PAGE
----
Opponents of the third-party doctrine’s applicability to cellphone transmittal data argue that cell-phone users do not voluntarily convey the transmittal data. This argument has gained some traction in the 3rd Circuit. In In re United States for an Order Directing Provider of Elec. Commun. Serv. to Disclose Records to the Gov’t, the court of appeals stated: “A cell phone customer has not ‘voluntarily’ shared his location information with a cellular provider in any meaningful way. … [I]t is unlikely that cell phone customers are aware that their cell phone providers collect and store historical location information.” However, the 5th Circuit stated in In re Application of the United States for Historical Cell Site Data, “[c]ell phone users, therefore, understand that their service providers record their location information when they use their phones at least to the same extent that the landline users in Smith understood that the phone company recorded the numbers they dialed.” The 11th Circuit in United States. v. Davis added, “Users are aware that cell phones do not work when they are outside the range of the provider company’s cell tower network.” And the 4th Circuit observed in United States v. Graham, “[w]hen an individual purchases a cell phone and chooses a service provider, he expects the provider will, at a minimum, route outgoing and incoming calls and text messages. As most cellphone users know all too well, proximity to a cell tower is necessary to complete these tasks. Anyone who has stepped outside to ‘get a signal,’ or has warned a caller of a potential loss of service before entering an elevator, understands, on some level, that location matters.” Furthermore, each subscriber agreement states that the phone company will collect data on the user. For example, AT&T, Verizon and Sprint all have clear and explicit terms in their respective privacy policies notifying customers that the company collects data, including location data, and will share it to comply with lawful requests from public agencies.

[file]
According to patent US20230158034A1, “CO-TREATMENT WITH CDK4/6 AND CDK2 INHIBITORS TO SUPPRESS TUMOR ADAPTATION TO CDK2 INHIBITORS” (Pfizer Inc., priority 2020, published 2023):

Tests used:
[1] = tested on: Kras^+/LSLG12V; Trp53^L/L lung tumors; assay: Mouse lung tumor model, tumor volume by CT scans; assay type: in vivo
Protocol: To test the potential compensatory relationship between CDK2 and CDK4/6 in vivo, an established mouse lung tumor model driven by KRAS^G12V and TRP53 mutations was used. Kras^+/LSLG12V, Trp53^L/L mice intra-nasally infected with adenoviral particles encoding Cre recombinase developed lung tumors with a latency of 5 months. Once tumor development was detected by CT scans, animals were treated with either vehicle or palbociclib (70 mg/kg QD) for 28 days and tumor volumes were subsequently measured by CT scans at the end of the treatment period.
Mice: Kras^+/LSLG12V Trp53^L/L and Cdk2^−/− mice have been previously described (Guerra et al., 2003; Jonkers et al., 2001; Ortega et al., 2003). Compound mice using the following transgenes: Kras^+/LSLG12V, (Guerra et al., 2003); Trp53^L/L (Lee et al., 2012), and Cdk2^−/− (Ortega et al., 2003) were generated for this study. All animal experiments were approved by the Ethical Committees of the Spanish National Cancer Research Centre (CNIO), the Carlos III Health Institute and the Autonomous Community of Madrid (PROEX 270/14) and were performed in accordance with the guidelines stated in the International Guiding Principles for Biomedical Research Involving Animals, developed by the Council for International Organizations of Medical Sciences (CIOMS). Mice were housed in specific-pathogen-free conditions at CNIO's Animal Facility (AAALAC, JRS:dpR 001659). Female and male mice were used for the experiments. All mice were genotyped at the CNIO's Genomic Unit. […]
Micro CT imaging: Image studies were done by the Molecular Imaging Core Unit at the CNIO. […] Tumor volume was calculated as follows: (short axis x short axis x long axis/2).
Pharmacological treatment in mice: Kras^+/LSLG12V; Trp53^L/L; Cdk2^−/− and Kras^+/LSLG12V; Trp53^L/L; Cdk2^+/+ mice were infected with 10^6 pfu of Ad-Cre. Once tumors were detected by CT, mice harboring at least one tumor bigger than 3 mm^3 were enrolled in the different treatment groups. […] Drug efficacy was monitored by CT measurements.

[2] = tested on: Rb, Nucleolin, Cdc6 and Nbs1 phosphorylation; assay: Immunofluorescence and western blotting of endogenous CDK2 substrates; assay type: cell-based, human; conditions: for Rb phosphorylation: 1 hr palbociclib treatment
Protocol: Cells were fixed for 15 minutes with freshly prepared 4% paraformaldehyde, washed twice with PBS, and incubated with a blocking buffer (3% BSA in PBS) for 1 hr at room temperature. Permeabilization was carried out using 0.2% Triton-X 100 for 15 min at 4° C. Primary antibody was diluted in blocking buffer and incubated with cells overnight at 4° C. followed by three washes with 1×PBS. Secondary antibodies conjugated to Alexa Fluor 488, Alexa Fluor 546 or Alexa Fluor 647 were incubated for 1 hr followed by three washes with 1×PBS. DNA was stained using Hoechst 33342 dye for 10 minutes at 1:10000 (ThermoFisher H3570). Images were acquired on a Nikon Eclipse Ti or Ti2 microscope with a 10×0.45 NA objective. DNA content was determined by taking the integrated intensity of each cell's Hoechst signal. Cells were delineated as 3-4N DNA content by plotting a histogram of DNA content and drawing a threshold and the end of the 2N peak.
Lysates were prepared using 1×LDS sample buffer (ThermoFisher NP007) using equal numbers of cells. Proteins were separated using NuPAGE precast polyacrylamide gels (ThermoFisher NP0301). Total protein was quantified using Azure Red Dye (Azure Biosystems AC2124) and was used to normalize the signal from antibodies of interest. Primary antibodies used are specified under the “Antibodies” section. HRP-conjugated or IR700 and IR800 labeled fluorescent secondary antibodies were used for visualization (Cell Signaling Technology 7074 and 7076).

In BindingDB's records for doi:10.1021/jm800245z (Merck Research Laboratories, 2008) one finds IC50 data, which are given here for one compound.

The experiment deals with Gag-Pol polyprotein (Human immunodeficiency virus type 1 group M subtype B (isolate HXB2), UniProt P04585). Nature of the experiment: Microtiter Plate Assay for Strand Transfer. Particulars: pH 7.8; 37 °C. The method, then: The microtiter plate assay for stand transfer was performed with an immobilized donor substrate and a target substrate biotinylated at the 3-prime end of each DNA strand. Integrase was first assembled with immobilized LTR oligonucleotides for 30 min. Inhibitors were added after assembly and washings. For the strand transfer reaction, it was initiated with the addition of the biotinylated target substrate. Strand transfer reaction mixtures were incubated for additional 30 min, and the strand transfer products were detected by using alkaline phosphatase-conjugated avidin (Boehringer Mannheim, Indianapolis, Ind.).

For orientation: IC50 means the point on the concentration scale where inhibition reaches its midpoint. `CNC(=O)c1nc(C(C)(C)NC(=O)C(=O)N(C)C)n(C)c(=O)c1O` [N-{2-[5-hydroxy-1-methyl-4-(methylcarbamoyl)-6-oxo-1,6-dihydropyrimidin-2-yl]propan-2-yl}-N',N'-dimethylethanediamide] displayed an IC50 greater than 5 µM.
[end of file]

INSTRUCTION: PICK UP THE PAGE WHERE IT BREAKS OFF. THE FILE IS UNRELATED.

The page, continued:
Critics of the third-party doctrine also point to the pervasiveness of the cellphone as a reason to exempt the device, and its transmittal data, from the reach of the doctrine. Judge Robin Rosenbaum of the 11th Circuit wrote in United States v. Davis, “[i]n our time, unless a person is willing to live ‘off the grid,’ it is nearly impossible to avoid disclosing the most personal of information to third-party service providers on a constant basis, just to navigate daily life.” In his dissent in Miller, Justice William Brennan observed that “the disclosure by individuals or business firms of their financial affairs to a bank is not entirely volitional, since it is impossible to participate in the economic life of contemporary society without maintaining a bank account.” Similarly, Justice Thurgood Marshall, dissenting in Smith, maintained that “unless a person is prepared to forgo use of what for many has become a personal or professional necessity he cannot help but accept the risk of surveillance.” Despite these privacy concerns, the majority ruled in Smith that any reasonable expectation of privacy was negated by the customer’s voluntary use of the third-party services.